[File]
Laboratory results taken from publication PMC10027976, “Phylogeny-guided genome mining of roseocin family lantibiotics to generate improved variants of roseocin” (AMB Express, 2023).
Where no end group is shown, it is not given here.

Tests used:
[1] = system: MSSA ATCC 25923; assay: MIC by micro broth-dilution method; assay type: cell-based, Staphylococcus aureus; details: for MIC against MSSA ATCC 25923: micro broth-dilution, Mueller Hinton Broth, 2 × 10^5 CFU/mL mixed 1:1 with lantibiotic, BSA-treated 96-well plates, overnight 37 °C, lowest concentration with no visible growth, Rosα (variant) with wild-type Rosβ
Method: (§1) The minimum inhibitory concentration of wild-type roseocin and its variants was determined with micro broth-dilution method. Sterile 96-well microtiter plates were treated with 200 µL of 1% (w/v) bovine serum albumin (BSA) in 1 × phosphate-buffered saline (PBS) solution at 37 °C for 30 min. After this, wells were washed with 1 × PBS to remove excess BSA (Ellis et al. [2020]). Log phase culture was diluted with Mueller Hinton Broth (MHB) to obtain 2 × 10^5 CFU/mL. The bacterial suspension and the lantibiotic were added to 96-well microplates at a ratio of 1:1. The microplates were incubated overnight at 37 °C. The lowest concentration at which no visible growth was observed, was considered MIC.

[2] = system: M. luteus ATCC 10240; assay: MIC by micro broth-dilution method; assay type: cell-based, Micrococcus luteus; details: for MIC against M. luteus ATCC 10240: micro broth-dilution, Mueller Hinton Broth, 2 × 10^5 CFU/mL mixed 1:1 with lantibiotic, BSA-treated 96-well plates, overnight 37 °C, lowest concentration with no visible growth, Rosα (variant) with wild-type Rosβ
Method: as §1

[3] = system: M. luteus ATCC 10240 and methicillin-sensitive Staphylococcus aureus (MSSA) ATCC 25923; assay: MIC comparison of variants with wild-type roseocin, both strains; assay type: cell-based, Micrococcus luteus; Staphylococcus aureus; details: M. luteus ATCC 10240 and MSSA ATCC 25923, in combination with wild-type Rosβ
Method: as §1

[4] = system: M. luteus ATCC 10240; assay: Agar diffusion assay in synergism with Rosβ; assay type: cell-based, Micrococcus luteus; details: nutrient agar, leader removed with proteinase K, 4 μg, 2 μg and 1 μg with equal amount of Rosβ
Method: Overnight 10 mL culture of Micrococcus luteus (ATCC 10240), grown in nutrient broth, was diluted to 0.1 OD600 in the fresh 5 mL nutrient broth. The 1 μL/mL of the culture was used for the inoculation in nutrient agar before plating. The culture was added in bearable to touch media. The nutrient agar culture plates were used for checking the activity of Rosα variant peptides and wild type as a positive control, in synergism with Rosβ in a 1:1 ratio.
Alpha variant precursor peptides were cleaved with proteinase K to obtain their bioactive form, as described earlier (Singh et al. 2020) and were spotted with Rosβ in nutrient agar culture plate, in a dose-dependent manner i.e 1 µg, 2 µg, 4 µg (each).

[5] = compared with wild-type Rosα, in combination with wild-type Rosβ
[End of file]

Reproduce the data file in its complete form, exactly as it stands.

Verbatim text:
Laboratory results taken from publication PMC10027976, “Phylogeny-guided genome mining of roseocin family lantibiotics to generate improved variants of roseocin” (AMB Express, 2023).
Where no end group is shown, it is not given here.

Tests used:
[1] = system: MSSA ATCC 25923; assay: MIC by micro broth-dilution method; assay type: cell-based, Staphylococcus aureus; details: for MIC against MSSA ATCC 25923: micro broth-dilution, Mueller Hinton Broth, 2 × 10^5 CFU/mL mixed 1:1 with lantibiotic, BSA-treated 96-well plates, overnight 37 °C, lowest concentration with no visible growth, Rosα (variant) with wild-type Rosβ
Method: (§1) The minimum inhibitory concentration of wild-type roseocin and its variants was determined with micro broth-dilution method. Sterile 96-well microtiter plates were treated with 200 µL of 1% (w/v) bovine serum albumin (BSA) in 1 × phosphate-buffered saline (PBS) solution at 37 °C for 30 min. After this, wells were washed with 1 × PBS to remove excess BSA (Ellis et al. [2020]). Log phase culture was diluted with Mueller Hinton Broth (MHB) to obtain 2 × 10^5 CFU/mL. The bacterial suspension and the lantibiotic were added to 96-well microplates at a ratio of 1:1. The microplates were incubated overnight at 37 °C. The lowest concentration at which no visible growth was observed, was considered MIC.

[2] = system: M. luteus ATCC 10240; assay: MIC by micro broth-dilution method; assay type: cell-based, Micrococcus luteus; details: for MIC against M. luteus ATCC 10240: micro broth-dilution, Mueller Hinton Broth, 2 × 10^5 CFU/mL mixed 1:1 with lantibiotic, BSA-treated 96-well plates, overnight 37 °C, lowest concentration with no visible growth, Rosα (variant) with wild-type Rosβ
Method: as §1

[3] = system: M. luteus ATCC 10240 and methicillin-sensitive Staphylococcus aureus (MSSA) ATCC 25923; assay: MIC comparison of variants with wild-type roseocin, both strains; assay type: cell-based, Micrococcus luteus; Staphylococcus aureus; details: M. luteus ATCC 10240 and MSSA ATCC 25923, in combination with wild-type Rosβ
Method: as §1

[4] = system: M. luteus ATCC 10240; assay: Agar diffusion assay in synergism with Rosβ; assay type: cell-based, Micrococcus luteus; details: nutrient agar, leader removed with proteinase K, 4 μg, 2 μg and 1 μg with equal amount of Rosβ
Method: Overnight 10 mL culture of Micrococcus luteus (ATCC 10240), grown in nutrient broth, was diluted to 0.1 OD600 in the fresh 5 mL nutrient broth. The 1 μL/mL of the culture was used for the inoculation in nutrient agar before plating. The culture was added in bearable to touch media. The nutrient agar culture plates were used for checking the activity of Rosα variant peptides and wild type as a positive control, in synergism with Rosβ in a 1:1 ratio.
Alpha variant precursor peptides were cleaved with proteinase K to obtain their bioactive form, as described earlier (Singh et al. 2020) and were spotted with Rosβ in nutrient agar culture plate, in a dose-dependent manner i.e 1 µg, 2 µg, 4 µg (each).

[5] = compared with wild-type Rosα, in combination with wild-type Rosβ